The screaming hits you in the guts as you approach the building, an earth-shattering tornado so high-pitched you'd hope only dogs could hear it. So you run past the few lonely souls outside (drifting mums, themselves no older than Girl Guides), but it's okay, they're not on yet. Inside, in a drizzle of unscented perspiration, video screens broadcast what seems to be early morning telly's Wide Awake Club, a mix of ads for Top of the Pops magazine, video extracts and interview snippets. Several thousand nymphets leap up and down at each shot, a flailing sea of bare midriffs, skinny arms and plaits.
Then the lights dim, and the screams rise, and I think one eardrum's burst. The girls whirl their neon razzlers and kick the floor and seats with powerful, coltish feet, like the cast of St Trinian's anticipating presents, A phalanx of futuristic guerillas skate out of the dry ice bashing drumsticks in the air and then, from a neon lift-shaft, waltz the Boyz.
Neat in silver camouflage and 40-hole Doc Martens, the youthful Dubliners spread across the stage, singing, though the words aren't clear. They're dressed identically, like quintuplets, and they could be anyone, which is part of the reason, perhaps, that the boyband phenomenon is slowly stalling. The line-up includes the two car mechanics, two schoolkids and an architecture student picked from auditioning hopefuls by manager Louis Walsh four years ago, but, though they now write some of their songs, and come across in interview as thoughtful Catholic lads, there is nothing to tell you this isn't 911, or the Backstreet Boys, or MN8.
What is it with guy groups these days? Untouched by the bouncing charisma of the Spice Girls, untroubled by causes or political opinion and as hard to tell apart as foot soldiers; why, even the Teletubbies have their own disturbing quirks.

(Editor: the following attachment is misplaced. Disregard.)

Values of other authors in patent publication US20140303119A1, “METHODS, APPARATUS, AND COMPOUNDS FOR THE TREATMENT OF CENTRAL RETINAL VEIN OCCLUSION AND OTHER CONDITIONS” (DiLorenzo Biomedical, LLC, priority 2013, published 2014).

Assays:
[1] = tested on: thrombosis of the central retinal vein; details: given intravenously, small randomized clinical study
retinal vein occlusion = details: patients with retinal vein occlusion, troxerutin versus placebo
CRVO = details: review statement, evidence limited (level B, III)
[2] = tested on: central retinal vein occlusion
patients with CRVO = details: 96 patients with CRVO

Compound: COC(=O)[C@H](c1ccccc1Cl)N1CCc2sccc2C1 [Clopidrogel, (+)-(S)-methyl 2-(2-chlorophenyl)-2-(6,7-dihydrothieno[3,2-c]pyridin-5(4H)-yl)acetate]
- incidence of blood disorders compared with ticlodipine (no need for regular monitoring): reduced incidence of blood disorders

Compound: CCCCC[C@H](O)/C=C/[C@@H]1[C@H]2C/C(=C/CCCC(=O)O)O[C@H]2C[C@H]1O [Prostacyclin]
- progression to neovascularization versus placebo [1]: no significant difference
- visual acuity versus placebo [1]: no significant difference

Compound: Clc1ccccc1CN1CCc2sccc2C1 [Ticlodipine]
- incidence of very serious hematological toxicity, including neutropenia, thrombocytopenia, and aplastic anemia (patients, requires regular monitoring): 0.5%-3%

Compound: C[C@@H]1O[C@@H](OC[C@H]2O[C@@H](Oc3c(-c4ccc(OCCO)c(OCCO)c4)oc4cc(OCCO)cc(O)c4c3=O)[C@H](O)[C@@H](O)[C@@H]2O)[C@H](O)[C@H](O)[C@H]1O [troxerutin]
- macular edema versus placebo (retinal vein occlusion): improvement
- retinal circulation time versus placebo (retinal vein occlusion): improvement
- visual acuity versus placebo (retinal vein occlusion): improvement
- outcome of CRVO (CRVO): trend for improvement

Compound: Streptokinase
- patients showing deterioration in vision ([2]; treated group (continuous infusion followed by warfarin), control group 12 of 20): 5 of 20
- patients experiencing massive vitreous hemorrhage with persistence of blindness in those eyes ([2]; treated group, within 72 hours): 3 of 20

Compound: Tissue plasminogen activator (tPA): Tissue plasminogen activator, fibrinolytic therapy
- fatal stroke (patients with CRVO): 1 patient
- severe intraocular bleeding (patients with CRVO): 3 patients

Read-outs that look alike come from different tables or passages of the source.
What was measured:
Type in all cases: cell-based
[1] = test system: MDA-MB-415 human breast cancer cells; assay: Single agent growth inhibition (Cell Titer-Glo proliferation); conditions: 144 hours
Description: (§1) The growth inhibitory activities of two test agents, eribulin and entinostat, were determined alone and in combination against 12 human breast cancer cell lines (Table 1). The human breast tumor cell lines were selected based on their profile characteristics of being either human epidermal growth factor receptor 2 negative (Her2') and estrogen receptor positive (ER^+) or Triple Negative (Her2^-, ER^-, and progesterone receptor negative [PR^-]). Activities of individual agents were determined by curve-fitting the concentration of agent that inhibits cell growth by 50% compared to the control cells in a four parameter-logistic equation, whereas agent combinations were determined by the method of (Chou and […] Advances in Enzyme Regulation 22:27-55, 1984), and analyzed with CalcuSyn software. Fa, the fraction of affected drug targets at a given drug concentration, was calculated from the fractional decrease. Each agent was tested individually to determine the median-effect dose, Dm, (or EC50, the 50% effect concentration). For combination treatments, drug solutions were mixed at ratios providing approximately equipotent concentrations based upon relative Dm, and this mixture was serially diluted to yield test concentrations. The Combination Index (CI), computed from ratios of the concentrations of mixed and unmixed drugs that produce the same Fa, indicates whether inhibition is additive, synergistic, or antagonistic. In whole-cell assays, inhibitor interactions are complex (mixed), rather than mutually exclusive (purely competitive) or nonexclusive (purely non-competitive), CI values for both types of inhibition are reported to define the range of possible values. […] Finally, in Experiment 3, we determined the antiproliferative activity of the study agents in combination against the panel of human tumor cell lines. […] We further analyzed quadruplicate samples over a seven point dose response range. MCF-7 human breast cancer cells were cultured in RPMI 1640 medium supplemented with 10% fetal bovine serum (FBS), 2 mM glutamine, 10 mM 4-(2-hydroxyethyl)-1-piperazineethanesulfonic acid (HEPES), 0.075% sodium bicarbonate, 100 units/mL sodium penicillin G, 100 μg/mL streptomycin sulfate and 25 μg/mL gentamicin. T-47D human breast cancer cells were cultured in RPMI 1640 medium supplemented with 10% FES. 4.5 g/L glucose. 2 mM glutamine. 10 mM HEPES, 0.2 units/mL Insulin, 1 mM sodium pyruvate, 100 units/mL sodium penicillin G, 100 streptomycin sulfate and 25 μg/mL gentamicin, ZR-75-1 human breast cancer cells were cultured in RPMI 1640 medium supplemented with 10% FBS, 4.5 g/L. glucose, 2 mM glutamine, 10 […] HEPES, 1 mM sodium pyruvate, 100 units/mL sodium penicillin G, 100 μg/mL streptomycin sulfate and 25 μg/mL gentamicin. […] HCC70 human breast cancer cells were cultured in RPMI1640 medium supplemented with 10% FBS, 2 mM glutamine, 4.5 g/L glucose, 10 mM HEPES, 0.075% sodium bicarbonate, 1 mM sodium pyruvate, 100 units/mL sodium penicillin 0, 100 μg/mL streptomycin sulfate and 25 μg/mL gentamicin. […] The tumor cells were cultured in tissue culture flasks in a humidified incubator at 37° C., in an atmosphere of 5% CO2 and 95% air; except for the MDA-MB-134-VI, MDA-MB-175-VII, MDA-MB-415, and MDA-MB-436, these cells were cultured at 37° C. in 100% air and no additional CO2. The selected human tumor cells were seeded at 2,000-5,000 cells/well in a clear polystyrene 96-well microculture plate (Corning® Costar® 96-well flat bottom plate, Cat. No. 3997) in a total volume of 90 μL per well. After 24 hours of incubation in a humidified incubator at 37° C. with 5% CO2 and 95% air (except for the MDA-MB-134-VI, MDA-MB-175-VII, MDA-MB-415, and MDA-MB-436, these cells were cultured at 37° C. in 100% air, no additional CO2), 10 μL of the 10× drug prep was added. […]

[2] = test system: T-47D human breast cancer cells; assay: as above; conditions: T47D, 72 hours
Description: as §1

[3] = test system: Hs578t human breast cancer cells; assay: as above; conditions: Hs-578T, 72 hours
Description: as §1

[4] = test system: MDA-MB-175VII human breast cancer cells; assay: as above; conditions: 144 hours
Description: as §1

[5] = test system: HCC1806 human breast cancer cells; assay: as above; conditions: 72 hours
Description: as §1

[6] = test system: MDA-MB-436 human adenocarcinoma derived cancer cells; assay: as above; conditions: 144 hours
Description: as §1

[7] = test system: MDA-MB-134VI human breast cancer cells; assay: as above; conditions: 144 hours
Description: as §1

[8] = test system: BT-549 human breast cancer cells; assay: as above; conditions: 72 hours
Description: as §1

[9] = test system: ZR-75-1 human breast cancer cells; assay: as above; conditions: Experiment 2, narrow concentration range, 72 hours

It doesn't help that half the numbers are performed in formation, with syncopated pointing even Saturday Night Fever's Tony Manero couldn't beat. But when they break apart like skittles, it is clear we have a couple of potential stars. Not necessarily Shane, though he is modelling either a breathtaking hairdo or a pineapple on his head; not necessarily Keith, who has slimmed down from his wide-boy, bouncer state and now looks dangerously pimp-like. Chiselled Julian Sands doppelganger Ronan is the frontman, and when he moves front stage to deliver "Paradise" ("Gonna walk up the road, hand in hand, to the castle in the sky...") he looks as intense as his rig-out - Humphrey Bogart trenchcoat and feather-strewn stetson - will let him, rock-steady as a dancer in white draperies makes a futile effort to distract him from his mike.
Ready to snatch his crown, however, is Stephen Gately. The little Jimmy Osmond of the band, Gately sings as if he has just sucked a balloon-full of helium. He is also a fool for the camera, and as he mugs and pouts up on the screens it is he who gets the audience singing along to ballads - Cat Stevens' "Father and Son", the Bee Gees' "Words" - that their grans would love. You haven't lived, arguably, until you have heard a multitude of Chip 'n' Dale voices echo those heavy-hearted sentiments: "This world has lost its glory/Let's start a brand new story now, my love ..." But that, of course, is the key. Unthreatening, utterly wholesome, Boyzone deliver a vista of everlasting, fairy-tale romance. And that's something little girls understand.
Glyn BrownReuse content